But how to classify the opening? Do we call it a reverse Trompowsky, or maybe a upside-down Hippo Defense? Perhaps it's just right for a game played in Rangoon, Burma, or Yangon, Myanmar, depending on your politics!

16th Bangkok Chess Club Open Announced

Staying in Southeast Asia, this year's Bangkok Open will be in the middle of the city (the tournament alternates between the metropolis and a nearby beach on odd years). 

Although in a recent survey users voted for other "exotic" tournament locations, the tournament usually features several world-class players. Past winners have included GMs Jan Gustafsson, Francisco Vallejo Pons, and of course Nigel Short (twice)! Last year 20 grandmasters played.

Careful! The Bangkok Open always coincides with Songkran, the Thai New Year, in which it's impossible to escape a water fight as this reporter found out.

The World's Longest Zugzwang

"The Chicago Tribune," the largest newspaper in the third-largest city in the U.S., may not be the best place to go for your chess news. Its staff collectively won 15 Pulitzer Prizes in the last 30 years, but not once did the word "zugzwang" appear in print. Anywhere.

Its last previous reference was at least in relation to chess. On October 25, 1985, William Safire wrote that Karpov, trailing in his match with Kasparov, was in "zugzwang."

This time around the connotation dealt a lack of progress in Iranian-Russian relations. Zugzwang is essentially a shibboleth for chess players -- anyone who uses it is quite likely part of our subculture.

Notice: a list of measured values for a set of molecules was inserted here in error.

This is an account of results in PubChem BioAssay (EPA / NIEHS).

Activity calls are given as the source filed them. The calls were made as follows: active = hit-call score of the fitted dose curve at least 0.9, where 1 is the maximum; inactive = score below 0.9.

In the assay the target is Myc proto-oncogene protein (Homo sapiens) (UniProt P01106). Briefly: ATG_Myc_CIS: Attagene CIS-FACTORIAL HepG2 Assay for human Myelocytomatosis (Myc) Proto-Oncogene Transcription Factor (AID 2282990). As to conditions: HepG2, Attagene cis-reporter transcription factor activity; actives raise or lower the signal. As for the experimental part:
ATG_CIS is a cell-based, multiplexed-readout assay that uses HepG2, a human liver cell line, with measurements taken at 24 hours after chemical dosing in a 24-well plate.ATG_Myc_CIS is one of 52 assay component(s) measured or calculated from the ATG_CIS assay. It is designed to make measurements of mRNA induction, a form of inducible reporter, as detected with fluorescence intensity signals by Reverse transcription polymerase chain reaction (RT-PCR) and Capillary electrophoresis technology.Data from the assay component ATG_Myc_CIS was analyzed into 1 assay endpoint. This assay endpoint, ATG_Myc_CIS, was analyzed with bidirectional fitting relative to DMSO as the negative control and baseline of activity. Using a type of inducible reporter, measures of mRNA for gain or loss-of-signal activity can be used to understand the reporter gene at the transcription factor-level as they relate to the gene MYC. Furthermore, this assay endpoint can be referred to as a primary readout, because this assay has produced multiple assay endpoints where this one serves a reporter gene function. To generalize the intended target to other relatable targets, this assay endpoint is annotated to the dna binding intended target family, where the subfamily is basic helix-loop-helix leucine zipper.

What on earth does this photo have to do with chess? It's one of the menu offerings at Zugzwang Bar and Restaurant in South Africa!

The World's Longest Adjournment

Well, perhaps not a literal adjournment, but such was this writer's caption to this unique photo recreation conjured in New York City's Washington Square Park.

The tables may have been replaced with newer models, but GM Fabiano Caruana was back there in the rain with his former coach and columnist NM Bruce Pandolfini. Some photos are truly timeless.

Bruce Pandolfini and Fabiano Caruana (with about a 1000-point difference). Write your best caption in the comments!

What's The Price Of An 1850s Staunton Chess Set?

The ivory pieces were estimated to be worth €8000-10,000 before going on sale in Dublin last month. Were you there? If you were the lucky buyer, let us know in the comments how much you paid for them!

This 1850s red and off-white set is older than the world championship. (Photo: "Irish Times").

Annual University Chess Match Sees Texas Beat Belgrade

The University of Texas at Dallas, one of the longest-running chess scholarship universities in the U.S., has contested the "Svetozar Gligoric Transatlantic Cup" with the University of Belgrade since 2006.